Radio audience measurement body Rajar has finally shown its hand over what research methods it plans to use in the future, and its steady approach to change has received a broadly positive response from advertisers and the industry.
The group’s decision to pilot the Arbitron Portable People Meter in conjunction with BARB effectively delays the introduction of electronic audience measurement for a further two years.
That is likely to disappoint both media agencies and senior management at radio groups, many of whom have spoken out about the volatility of the diary system. To counter these concerns, Rajar has overhauled the core survey, and will improve sampling sizes and efficiency. It has signed a new contract with Ipsos MORI to handle the improved diary but has also brought in RSMB Audience Research, which will be responsible for sampling, weighting, processing and overall quality control. The three contracts, which are thought to cost Rajar an extra &£3m, will begin at the start of 2007.
MindShare head of radio Howard Bareham describes Rajar’s decision as “the safe route” and adds: “The world was expecting electronic measurement and, while that might be nice, Rajar has made it clear that the technology does not exist and the cost is prohibitive.”
Rajar has said it cannot make a definitive move on electronic measurement because the technology and software needed to produce robust data is not available. There are also concerns about the high cost of implementing it, but one industry insider asks: “If the technology isn’t there then what have we been waiting for?”
Incorporated Society of British Advertisers director of media and advertising Bob Wootton says there is an expectation that Rajar should “magic” something up. He adds that Kelvin MacKenzie, who carried out his own trials on a different device – the RadioControl Wristwatch – also raised expectations that the technology was more advanced than it is.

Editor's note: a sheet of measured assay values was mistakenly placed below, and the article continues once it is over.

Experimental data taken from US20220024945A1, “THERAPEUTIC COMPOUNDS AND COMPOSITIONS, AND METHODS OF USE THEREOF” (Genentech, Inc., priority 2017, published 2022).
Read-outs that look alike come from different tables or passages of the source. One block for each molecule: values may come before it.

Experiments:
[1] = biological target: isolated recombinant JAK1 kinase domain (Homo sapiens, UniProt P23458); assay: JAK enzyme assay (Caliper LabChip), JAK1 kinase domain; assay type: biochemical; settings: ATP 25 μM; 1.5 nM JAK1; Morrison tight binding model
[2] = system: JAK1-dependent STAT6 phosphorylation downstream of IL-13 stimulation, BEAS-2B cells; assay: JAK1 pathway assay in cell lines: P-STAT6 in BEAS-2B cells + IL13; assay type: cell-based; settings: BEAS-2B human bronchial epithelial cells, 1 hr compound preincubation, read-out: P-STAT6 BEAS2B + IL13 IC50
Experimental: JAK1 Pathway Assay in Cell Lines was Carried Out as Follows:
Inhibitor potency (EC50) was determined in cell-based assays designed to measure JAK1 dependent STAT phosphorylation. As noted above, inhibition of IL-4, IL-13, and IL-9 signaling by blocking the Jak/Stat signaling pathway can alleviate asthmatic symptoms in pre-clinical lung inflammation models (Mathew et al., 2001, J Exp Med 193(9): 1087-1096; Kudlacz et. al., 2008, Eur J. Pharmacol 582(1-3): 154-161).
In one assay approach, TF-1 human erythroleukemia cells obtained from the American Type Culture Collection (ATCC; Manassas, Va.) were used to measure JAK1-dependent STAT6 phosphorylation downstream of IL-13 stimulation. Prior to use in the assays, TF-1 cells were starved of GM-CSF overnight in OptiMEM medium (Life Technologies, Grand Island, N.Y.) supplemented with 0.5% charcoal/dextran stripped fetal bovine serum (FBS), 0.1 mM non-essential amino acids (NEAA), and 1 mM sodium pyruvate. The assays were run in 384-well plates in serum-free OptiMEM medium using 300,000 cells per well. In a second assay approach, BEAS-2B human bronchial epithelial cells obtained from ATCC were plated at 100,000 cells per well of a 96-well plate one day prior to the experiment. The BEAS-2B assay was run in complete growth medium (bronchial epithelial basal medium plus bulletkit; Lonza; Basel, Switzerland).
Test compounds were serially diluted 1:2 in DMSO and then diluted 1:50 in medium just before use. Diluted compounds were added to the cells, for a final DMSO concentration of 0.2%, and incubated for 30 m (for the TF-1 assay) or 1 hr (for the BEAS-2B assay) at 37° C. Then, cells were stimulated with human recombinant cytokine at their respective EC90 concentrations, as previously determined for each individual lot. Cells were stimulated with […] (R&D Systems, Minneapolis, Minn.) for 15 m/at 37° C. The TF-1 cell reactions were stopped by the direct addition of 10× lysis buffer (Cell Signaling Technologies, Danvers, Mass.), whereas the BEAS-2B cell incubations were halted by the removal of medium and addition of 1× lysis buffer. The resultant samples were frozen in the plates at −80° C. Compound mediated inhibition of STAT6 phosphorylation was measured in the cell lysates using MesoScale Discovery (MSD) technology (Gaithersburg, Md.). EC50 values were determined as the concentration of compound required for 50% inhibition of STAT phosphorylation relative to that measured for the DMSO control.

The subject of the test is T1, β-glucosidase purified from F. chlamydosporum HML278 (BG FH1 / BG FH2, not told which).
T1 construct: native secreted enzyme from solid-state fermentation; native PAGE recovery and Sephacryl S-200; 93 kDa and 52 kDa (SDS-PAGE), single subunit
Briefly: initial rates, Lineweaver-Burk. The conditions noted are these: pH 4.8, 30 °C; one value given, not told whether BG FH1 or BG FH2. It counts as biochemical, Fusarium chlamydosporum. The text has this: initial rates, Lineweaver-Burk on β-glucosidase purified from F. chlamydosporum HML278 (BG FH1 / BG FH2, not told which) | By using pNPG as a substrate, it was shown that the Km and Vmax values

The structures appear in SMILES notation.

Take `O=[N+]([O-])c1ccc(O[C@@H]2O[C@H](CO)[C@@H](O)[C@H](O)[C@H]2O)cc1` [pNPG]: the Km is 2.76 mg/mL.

Wootton, who is a member of the Rajar board, acknowledges: “The paper diary is a frustration, but Rajar is right not to rip it up if there is nothing to go to. This is a desirable mid-point.”
It is hoped the improved survey will placate any doubters and avoid another industry figure taking up the electronic measurement cause. The new survey will now break down listening across analogue, digital audio broadcasting, digital television listening and the internet. The UK radio market will be the first to offer this level of detail.
But, crucially, there will be changes to the sampling. The “radio map” used for sampling will be simplified to make sample sizes more effective. It should reduce the volatility of the results and allow the data to be delivered more quickly.
The trial of the Arbitron device, which is considered to be the most mature of all the meters tested, aims to give Rajar and BARB a better understanding of electronic measurement and how it will affect the data that is collected. For example, it is thought that data from electronic devices gives stations increased reach figures but also shows a decrease in hours of listening.
Wootton points out that this “rewrites the received wisdom about radio” and that any move would lead to a significant change in the way media agencies sell radio to advertisers: “This is not moving from an old system to a new one because the results are just so different.”
Rajar’s decision, which is endorsed by the BBC, may be positive at this point, but two years is a long time in media and, depending on the outcome of this latest round of tests, its steady approach may test the radio industry’s patience.